• Organic Chemistry (5-8) (lab required)
  • Physics (8)
  • Statistics (3)

Oregon State University

Oregon State University provides an exceptional veterinary medicine education, seeing as 98% of the 2020 graduating class passed the NAVLE, an exam you must pass in order to become a licensed veterinarian. This university does not require the GRE, nor does it require a bachelor’s degree to apply. As long as you meet the prerequisites, you’re eligible to apply. 

Prerequisites (Semester Courses)

  • Intro to Biology (2)
  • Biological Sciences (4) (lab required)
  • Physics (8)
  • General Chemistry (2) (lab required)
  • Organic Chemistry (1)
  • Biochemistry (1)
  • Genetics (1)
  • Mathematics (1)
  • Physiology (1)
  • Statistics (1)
  • English (4)
  • Public Speaking (1)
  • Humanities or Social Sciences (8)

University of Illinois at Urbana–Champaign 

The University of Illinois at Urbana–Champaign offers a variety of specialties in veterinary medicine and a teaching hospital. They also focus on specific areas of medical research like oncology and equine orthopedics. They require the GRE, but you only need a GPA of 3.0 and a C- or higher in the prerequisite courses. They also offer two different prerequisite plans: Plan A for students who already have or will have a bachelor’s degree by the time of application, and Plan B for those who do not have an undergraduate degree.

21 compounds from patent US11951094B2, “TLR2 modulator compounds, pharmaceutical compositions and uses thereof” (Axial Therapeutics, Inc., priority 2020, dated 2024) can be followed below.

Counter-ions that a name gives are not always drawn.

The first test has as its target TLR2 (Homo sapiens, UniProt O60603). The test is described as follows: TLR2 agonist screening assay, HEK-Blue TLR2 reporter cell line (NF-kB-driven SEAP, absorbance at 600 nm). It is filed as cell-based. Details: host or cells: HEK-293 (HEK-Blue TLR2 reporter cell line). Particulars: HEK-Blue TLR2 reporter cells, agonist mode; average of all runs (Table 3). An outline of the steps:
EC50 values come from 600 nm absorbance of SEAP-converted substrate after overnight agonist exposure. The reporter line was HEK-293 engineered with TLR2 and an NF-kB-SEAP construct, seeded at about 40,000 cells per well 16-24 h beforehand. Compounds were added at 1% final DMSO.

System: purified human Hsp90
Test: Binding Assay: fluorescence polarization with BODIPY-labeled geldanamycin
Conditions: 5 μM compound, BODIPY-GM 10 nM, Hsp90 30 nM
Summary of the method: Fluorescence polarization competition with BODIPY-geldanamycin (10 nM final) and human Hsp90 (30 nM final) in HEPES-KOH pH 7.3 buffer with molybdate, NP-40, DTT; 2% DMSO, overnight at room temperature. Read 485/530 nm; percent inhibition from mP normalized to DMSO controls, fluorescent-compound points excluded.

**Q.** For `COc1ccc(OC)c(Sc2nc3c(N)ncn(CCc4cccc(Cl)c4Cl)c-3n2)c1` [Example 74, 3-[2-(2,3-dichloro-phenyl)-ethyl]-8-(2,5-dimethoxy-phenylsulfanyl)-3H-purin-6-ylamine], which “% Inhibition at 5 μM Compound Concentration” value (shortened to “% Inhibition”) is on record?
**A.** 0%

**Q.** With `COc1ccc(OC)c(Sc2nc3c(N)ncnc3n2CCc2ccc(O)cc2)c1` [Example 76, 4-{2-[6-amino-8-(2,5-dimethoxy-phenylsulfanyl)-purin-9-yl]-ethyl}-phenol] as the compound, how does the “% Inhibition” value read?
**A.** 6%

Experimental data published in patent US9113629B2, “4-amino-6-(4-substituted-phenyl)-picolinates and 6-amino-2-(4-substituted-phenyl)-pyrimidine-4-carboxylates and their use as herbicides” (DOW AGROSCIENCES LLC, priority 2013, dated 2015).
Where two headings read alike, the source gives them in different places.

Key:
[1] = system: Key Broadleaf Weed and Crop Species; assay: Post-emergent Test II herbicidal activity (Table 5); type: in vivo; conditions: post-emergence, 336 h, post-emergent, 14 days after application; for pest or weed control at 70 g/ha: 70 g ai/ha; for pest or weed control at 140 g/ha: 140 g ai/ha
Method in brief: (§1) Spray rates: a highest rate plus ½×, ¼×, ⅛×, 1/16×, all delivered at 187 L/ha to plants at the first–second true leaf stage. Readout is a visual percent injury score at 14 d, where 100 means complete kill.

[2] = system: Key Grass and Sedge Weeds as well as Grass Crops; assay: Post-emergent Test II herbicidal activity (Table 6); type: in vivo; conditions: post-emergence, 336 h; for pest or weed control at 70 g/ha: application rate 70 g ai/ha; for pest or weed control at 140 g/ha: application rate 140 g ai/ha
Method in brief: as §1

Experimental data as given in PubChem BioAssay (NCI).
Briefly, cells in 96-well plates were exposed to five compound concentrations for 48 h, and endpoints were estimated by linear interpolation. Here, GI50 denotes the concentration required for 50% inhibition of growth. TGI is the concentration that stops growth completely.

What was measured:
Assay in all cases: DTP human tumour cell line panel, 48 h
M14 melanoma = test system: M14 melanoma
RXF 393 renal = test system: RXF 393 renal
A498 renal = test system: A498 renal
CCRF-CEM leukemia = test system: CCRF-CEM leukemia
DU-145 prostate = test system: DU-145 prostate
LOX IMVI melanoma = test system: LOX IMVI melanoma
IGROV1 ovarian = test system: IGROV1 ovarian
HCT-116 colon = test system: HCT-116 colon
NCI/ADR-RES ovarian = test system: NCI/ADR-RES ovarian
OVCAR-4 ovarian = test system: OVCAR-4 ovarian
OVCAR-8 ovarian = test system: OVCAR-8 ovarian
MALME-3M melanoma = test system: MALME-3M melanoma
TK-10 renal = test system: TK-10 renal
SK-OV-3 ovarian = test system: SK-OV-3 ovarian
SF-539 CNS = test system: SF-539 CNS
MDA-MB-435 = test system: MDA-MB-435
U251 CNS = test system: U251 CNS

Prerequisites (Semester Hours)

Plan A

  • Biological Sciences (8) (lab required)
  • Chemical Sciences (16) (lab required for inorganic and organic)
  • Physics (8) (lab required)

Plan B

  • Biological Sciences (8) (lab required)
  • Chemical Sciences (16) (lab required for inorganic and organic)
  • Physics (8) (lab required)
  • English Composition (3)
  • English Composition or Speech (3)
  • Humanities or Social Sciences (12)
  • Upper Division Science courses (12)